#RPGThursday Retrospective: James Bond 007 (Victory Games, 1983)

James Bond 007: Role Playing in Her Majesty’s Secret Service was the 1983 winner of the HG Wells Best Roleplaying Rules award. In terms of my growth as a RPG player, James Bond 007 was another rules set that I struggled to understand at the time, but have come to deeply respect today.

Rereading the rules these days, I can clearly see where the Core Mechanic was discussed up front in the rulebook, in a section labeled “Game Concepts.” This section, approximately two double-column pages, succinctly and lays out the how the Primary Chance interacts with an Ease Factor to find a Success Chance. A d100 roll on the Quality Results Table gives an Excellent/Very Good/Good/Acceptable result.

The best part of the rulebook, something I thought back then and still do today, is the Example of Play. Laid out in two columns, the Example of Play narrates an iconic segment of the movie Goldfinger on one side and a corresponding RPG session on the other. Never before, and rarely since, had I seen an RPG example that came to life like this Example did. This is the Gold Standard (no pun intended) which every RPG should strive for.


Courtesy IMDb.com

In terms of the Core Mechanic, at the time I got this game I had a hard time wrapping my head around the Ease Factor. As the rulebook states:

The central concept of the game is the Ease Factor – an element which must be thoroughly understood by both the players and the GM. It is a number, ranging from 1/2 to 10, which is used to measure the ease or difficulty of performing a task. The lower the Ease Factor, the harder the task, and the higher the Ease Factor, the easier the task is to accomplish; …. The GM may apply whatever positive or negative modifiers to the Ease Factor he feels are appropriate to the situation. (Basic Rulebook, p. 8)

Part of the reason this was hard for me to grasp is because the players needed a multiplication table to turn Primary Chance into Success Chance based on the Ease Factor. The multiplication table was even right on the character sheet!


Courtesy RPG Geek

The math is what put me off, but looking at the system today I see this as the first Task Difficulty system I had really encountered. Not only did the Ease Factor portray difficulty, but the Quality Results Table gave a grade of result! This system was unlike the binary Pass/Fail I had encountered to date. This game was truly the first step toward Narrative Play that I experienced.

Another major difference was the character generation system. James Bond 007 used a Point Buy system. Up to this point, I was used to the Classic Traveller or even Behind Enemy Lines career/background generation process. Building my own character was very new to me!

Another difference that I again had difficulty understanding back then was the Damage system. Instead of hit points, when hit the player had to cross-index the Quality Rating of the hit with the Damage Class of the weapon. This revealed a Wound Level. This system is very cinematic which was another change from my usual simulationist games.

Yet another game sub-system that I have grown to respect over time is the Chase Sequence. This sub-game included bidding on maneuvers; the lower the Ease Factor the more advantage one had on initiative but the more dangerous the possible results. The system again created very cinematic results.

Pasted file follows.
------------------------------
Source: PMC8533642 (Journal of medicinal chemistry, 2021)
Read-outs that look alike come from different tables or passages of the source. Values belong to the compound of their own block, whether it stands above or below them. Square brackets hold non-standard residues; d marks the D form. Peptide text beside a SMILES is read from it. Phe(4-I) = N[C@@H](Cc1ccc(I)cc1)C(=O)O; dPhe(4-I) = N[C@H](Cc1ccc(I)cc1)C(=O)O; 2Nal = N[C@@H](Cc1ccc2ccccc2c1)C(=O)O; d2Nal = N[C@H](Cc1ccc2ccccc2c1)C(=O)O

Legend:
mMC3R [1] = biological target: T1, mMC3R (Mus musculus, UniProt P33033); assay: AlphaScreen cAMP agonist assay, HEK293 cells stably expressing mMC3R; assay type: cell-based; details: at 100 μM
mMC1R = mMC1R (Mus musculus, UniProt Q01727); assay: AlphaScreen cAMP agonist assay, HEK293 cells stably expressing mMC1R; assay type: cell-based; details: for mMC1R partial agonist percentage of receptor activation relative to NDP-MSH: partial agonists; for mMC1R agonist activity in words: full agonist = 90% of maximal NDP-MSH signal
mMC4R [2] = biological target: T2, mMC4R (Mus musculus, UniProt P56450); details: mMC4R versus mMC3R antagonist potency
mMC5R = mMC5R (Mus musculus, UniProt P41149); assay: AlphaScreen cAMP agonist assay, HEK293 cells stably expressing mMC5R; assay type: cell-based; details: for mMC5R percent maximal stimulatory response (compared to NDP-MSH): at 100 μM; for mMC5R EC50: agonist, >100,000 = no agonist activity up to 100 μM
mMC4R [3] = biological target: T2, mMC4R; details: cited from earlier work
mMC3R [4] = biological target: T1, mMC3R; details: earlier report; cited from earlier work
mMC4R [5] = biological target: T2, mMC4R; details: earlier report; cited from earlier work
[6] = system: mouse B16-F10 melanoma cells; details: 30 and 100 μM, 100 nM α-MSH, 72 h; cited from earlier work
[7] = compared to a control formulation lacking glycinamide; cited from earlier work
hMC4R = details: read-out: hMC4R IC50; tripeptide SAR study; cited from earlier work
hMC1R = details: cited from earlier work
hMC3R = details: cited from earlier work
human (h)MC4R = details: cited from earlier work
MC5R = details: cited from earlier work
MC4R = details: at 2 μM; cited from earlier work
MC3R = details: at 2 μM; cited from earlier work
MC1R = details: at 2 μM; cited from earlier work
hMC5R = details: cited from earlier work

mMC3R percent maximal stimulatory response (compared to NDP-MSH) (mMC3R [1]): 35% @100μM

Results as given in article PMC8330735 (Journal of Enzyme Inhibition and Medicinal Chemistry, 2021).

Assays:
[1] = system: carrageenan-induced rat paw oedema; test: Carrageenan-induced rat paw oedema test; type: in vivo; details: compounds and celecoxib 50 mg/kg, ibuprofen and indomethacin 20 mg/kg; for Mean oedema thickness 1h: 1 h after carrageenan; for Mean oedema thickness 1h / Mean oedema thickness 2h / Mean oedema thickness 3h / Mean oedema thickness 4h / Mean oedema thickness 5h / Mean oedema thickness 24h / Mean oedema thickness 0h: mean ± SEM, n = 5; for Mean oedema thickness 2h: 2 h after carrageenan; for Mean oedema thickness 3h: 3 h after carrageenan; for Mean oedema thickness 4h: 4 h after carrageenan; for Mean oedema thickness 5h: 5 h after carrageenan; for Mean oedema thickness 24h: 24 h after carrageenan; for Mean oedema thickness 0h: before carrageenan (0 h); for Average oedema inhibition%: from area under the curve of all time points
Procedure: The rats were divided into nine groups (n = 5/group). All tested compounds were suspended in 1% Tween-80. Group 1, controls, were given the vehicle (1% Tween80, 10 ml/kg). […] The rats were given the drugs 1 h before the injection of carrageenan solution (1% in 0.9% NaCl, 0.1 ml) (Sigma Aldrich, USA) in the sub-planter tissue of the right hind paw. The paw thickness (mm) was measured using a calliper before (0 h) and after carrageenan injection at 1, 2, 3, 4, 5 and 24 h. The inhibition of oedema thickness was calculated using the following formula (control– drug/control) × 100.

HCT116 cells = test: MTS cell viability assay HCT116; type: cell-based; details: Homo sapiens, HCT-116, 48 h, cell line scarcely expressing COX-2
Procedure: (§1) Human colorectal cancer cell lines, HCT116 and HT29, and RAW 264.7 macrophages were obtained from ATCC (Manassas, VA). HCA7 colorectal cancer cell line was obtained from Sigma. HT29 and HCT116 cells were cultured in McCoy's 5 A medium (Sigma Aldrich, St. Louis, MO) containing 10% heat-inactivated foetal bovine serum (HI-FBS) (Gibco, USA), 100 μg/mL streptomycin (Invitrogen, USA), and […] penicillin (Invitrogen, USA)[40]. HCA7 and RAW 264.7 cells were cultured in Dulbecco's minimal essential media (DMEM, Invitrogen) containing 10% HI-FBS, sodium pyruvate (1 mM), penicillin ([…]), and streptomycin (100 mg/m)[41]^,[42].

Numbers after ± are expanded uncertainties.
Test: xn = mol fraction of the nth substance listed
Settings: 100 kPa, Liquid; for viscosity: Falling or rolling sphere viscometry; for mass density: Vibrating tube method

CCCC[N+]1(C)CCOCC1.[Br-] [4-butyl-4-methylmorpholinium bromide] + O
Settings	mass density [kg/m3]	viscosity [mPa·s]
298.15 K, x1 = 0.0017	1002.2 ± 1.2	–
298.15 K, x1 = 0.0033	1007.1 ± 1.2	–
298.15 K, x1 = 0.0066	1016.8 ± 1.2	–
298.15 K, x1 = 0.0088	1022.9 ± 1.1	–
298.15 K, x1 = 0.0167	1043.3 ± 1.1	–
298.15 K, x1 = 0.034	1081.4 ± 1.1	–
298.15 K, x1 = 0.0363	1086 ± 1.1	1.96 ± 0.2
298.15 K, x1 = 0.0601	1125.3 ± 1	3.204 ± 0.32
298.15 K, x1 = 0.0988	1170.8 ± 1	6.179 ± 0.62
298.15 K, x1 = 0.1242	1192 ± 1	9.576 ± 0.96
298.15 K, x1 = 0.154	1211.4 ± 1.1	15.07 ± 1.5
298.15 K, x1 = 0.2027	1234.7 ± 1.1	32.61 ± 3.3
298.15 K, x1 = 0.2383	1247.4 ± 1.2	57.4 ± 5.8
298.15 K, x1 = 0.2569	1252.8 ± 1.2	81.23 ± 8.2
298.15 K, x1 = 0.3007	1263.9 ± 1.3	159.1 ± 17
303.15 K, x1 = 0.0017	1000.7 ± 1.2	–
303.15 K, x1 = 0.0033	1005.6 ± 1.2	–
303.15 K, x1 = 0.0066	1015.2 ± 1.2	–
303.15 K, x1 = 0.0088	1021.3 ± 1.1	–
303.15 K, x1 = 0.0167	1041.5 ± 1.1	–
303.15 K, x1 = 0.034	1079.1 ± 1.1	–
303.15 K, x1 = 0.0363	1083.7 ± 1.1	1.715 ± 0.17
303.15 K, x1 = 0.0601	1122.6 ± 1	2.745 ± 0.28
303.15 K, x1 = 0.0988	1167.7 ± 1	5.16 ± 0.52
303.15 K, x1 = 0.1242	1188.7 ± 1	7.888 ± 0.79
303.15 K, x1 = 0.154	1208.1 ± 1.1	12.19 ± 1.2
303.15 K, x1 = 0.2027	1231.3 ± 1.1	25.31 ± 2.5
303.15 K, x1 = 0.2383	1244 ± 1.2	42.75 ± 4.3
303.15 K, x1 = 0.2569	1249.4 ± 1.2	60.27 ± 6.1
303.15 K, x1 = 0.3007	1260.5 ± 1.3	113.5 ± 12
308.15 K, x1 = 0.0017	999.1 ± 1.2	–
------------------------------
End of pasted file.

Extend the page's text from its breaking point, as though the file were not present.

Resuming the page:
James Bond 007 also had a rules section for Interacting with NPCs. This section had rules for Persuasion, Seduction, and Torture. Today these interactions are called Social Combat. Although there was Social Combat in Classic Traveller, the concept was not as clearly delineated as it was here.

One of the more difficult chapters in the rules was Gambling and Casino Life. Absolutely essential to any good James Bond adventure, I had a hard time understanding the various tables of die roll results for the different card games. Today I look at these tables and admire how the designer translated the odds of success in a card game into die rolls on a table.

By far the most different chapter was Hero Points. Hero Points could be used to change the results. Taken along with the Quality Results Table, this was another step towards Narrative Play. Coming from a solid Traveller RPG background, this concept of Hero Points seemed near-heretical in the day. This was my first introduction to a game economy; the Luck mechanic in FASA’s Star Trek RPG was a step in this direction but now players and GMs had a currency (Hero Points) to trade in.

Another sea-change system for me was Experience Points. With this system, characters could grow and be promoted. Like FASA’s Star Trek RPG, this system was very dependent on the whims of the GM but at least there was a system (unlike Traveller).

What I Thought of It Then – Back in the day, the math of character generation and Success Chance determination turned me off to this game. My group also had a hard time understanding how Narrative Play and the Hero Point economy was supposed to work. We liked the game, but had a hard time breaking out of our (stubborn) Traveller RPG approach to gaming.

What I Think of It Now – James Bond 007 is a gem of a game. The Ease Factor system of portraying difficulty, the Quality Results and Hero Point economy make for a very cinematic RPG system that faithfully creates exciting adventures in the James Bond mythos. Although the game is dated, the system is one of my all-time favorites.

From an RPG-perspective, I give James Bond 007 Totally Subjective Game Rating (Scale of 1-5):

  • System Crunch = 3.5 (Does need a multiplication table)
  • Simulationist = 2 (More cinematic than strict realism)
  • Narrativism = 3 (Quality Results and Hero Points!)


5 thoughts on “#RPGThursday Retrospective: James Bond 007 (Victory Games, 1983)

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